Abstract
Aircraft shimmy, a dynamic instability phenomenon of the landing gear has been a problem for over half a century. It is important to predict and control nose landing gear shimmy effectively in aircraft design phase. Simulation with typical cases is a better way compared to the tests on real aircraft to investigate early stage design and give modification suggestions at a reasonable cost .In this paper, the simulation for a certain type of aircraft is presented based on actual data. In the rigidflexible coupling model of aircraft, nonlinear factors are considered, such as airframe flexibility, steering clearance and tire parameters. The model is checked with test results of static and modal experiments and proved with sufficient accuracy. Figures of stable region are presented, formed by taxing speed and critical antishimmy damping coefficient. Accordingly, details of shimmy criterion are discussed and effects of factors mentioned above are studied. The result shows that selfalignment torque coefficient, relaxation length of tire, and steering clearance of nose landing gear affect critical damping coefficient significantly.
1. Introduction
Vibration in ground maneuver, especially shimmy occasion, is always an important safety problem for civil aircraft [1]. This safety initiative has spurred an increasing interest in improving landing gear design to minimize shimmy [24]. Modern aircraft tends to use slender fuselages that frequently arise from the stretching of existing aircraft, and new lightweight materials that influence the vibrational properties of fuselage and wings [5]. Therefore, with the increasingly flexible structural design, shimmy of aircraft is still a problem to be studied.
The mechanism of shimmy is so complex that numerous nonlinear factors, such as tires and clearance of structures, might contribute to shimmy differently [69]. Linear analysis based on custom program is widely used in traditional methods, with which the stability is evaluated by the distribution of equation roots in complex plane [1] which cannot reveal the effects of coupling nonlinear factors as well as motivate the dynamics essence of shimmy [10]. Additionally, numerical methods are developed to explore the nonlinear shimmy system [11]. Scholars such as P. D. Khapane and Matthew S. Schmidt started using commercial software, such as CATDADS and SIMPACK, to research into aircraft ground maneuvers dynamics [1216].
In this paper, a methodological research is introduced based on shimmy problem of certain type of airliner. A multibody dynamics model was established and then examined on the platform of the commercial software named LMS Virtual lab (VL), with actual data considering the flexibility of Nose Landing Gear (NLG) and airframe considered. The criterion of shimmy and effects of nonlinear parameters were studied. Also, the influence of steering clearance was studied on typical parameters of shimmy oscillation.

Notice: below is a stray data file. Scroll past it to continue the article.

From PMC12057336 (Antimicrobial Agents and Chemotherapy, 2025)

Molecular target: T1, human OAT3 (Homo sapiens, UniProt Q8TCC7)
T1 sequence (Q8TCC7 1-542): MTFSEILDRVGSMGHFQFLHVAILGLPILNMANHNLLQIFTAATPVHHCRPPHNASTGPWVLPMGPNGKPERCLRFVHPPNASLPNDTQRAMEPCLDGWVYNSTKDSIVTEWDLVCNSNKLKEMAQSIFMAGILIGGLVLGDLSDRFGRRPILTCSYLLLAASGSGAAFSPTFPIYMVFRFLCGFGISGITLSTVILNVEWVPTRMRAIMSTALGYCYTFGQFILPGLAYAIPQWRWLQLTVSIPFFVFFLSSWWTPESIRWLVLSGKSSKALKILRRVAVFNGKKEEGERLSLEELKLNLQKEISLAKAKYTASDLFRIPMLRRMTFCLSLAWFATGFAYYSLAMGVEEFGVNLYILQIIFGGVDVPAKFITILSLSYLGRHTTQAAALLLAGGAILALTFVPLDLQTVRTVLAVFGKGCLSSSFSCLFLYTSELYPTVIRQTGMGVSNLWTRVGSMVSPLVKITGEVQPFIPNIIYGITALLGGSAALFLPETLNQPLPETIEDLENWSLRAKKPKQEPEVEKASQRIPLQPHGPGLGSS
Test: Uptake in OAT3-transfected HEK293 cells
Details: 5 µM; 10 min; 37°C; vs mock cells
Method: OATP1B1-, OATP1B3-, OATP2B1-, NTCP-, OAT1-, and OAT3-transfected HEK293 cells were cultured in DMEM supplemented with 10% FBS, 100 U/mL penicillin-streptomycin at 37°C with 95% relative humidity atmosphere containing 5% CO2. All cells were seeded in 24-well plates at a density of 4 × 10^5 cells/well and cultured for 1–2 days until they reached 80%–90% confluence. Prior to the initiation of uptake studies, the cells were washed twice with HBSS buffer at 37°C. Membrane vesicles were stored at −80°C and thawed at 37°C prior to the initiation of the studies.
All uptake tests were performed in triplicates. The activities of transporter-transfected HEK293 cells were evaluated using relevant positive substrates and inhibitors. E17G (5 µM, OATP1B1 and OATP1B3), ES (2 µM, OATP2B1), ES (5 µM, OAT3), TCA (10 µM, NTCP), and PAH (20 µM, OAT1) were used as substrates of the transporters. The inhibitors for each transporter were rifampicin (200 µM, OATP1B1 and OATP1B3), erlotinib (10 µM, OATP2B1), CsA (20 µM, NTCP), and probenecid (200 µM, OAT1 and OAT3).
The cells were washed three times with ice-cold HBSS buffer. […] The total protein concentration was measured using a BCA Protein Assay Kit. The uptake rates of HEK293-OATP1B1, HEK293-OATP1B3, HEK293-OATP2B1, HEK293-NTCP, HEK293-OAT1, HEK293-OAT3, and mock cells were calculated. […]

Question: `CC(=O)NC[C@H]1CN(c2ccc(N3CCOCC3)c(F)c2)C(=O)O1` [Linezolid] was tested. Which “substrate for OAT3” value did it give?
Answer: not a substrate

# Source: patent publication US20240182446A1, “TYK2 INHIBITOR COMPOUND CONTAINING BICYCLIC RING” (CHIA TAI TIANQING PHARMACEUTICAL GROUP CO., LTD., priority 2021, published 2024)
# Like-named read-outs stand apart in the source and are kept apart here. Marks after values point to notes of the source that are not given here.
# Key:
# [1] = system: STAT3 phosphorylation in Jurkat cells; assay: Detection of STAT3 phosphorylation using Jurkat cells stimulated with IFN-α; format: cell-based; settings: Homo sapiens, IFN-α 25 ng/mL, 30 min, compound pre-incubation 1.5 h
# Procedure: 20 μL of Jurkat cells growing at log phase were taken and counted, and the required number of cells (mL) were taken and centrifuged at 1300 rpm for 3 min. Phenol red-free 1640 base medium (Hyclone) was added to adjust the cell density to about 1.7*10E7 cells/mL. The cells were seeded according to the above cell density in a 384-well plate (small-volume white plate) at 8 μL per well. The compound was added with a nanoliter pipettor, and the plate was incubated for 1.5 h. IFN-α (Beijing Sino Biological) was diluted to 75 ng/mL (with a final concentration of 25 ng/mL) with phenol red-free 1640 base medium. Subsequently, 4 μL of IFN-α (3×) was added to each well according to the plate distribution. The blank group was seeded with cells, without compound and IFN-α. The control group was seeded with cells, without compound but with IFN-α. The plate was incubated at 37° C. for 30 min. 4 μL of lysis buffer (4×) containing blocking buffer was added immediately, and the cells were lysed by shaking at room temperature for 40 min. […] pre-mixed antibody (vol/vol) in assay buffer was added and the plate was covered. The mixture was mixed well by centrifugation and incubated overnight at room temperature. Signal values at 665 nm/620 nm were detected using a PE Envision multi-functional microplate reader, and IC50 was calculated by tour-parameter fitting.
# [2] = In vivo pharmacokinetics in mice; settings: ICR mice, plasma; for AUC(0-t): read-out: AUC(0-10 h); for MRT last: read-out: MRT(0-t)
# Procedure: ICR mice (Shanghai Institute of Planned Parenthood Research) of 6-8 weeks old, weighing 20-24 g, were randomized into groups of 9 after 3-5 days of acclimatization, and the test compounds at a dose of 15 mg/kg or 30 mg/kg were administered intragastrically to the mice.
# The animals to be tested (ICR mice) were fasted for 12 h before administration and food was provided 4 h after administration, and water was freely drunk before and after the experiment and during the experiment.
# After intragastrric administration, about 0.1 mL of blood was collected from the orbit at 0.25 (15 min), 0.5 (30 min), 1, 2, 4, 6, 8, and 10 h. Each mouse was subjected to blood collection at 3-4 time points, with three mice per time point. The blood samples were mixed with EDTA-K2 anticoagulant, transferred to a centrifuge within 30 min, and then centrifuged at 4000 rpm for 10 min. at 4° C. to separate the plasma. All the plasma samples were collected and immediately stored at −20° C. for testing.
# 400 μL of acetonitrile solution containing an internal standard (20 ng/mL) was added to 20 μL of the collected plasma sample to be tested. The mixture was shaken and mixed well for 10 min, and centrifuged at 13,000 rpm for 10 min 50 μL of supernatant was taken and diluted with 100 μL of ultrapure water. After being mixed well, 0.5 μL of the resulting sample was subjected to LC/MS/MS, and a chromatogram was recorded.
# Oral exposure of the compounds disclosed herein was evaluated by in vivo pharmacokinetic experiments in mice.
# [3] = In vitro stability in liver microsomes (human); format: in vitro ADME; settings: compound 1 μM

2. Modeling landing gear system
In the section, a typical model of shimmy analysis is developed based on the data of some type of airliner as well as its ground test environment. Only key steps are introduced and more details were presented in Reference [17].
2.1. Mathematical theories in modeling
Obviously, a landing gear is a typical multibody system. Theories of modeling such a system in VL are based on multibody system dynamics.
In shimmy analysis, the flexibility of landing gear components is an important factor, or even the premise of shimmy occasion. Therefore, the simulation of a dynamic system containing various flexible parts is to be explained.
2.1.1. Multirigidbody system dynamics theory
In VL, with Lagrange multiplier method applied, kinetic equations of a multibody system are given as:
where ${\mathrm{\Phi}}_{q}$ is Jacobian matrix of constraint equations, $M$ is mass matrix, $\lambda $ is Lagrange multiplier, $\ddot{q}$ is acceleration, $F\left(q,\dot{q},t\right)$ is external force, and $\gamma $ is second derivative term in acceleration equation.
The motion of each rigid body is described by seven generalized coordinates, ${q}_{i}=[x,y,z,{e}_{0},{e}_{1},{e}_{2},{e}_{3}]$. Among them, euler quaternion, $[{e}_{0},{e}_{1},{e}_{2},{e}_{3}]$, is applied to describe attitude of each body to avoid singular matrix. Also, system kinetic equations are highly sparse differentialalgebraic ones because of dependent coordinates, and the efficient solving method of sparse matrix is suitable for kinetic equations [18].
2.1.2. Modal synthesis of substructure
Modal synthesis of substructure (MSS) is applied to deal with the flexibility of system component. The whole system was divided into several substructures firstly. Then each substructure with Finite Element Method (FEM) was analyzed. CraigBampton Method, used as a typical application of MSS, is introduced as follows. Kinetic equation of each flexible component is given as:
where $\stackrel{}{M}$ is mass matrix of substructure, $\stackrel{}{C}$ is damp matrix, $\stackrel{}{K}$ is stiffness matrix, $R$ is external force matrix, $u$ is physical coordinate matrix, $q$ and $p$ are independent generalized coordinate matrices with or without correction in CraigBampton method analysis.
According to interface connection conditions, dependent coordinates are eliminated among the whole system. A set of independent coordinates, formed by substructures coordinates, is sufficient to describe the motion of the whole dynamic system. During the calculation, explicit algorithm is applied to solve the force Jacobian matrix in order to accelerate the computation. Backward Differentiation Formulae method (BDF) is prior in integration and PredictionCorrection method (PECE) is applied when calculation doesn’t converge [18].
2.2. Landing gear as a multibody system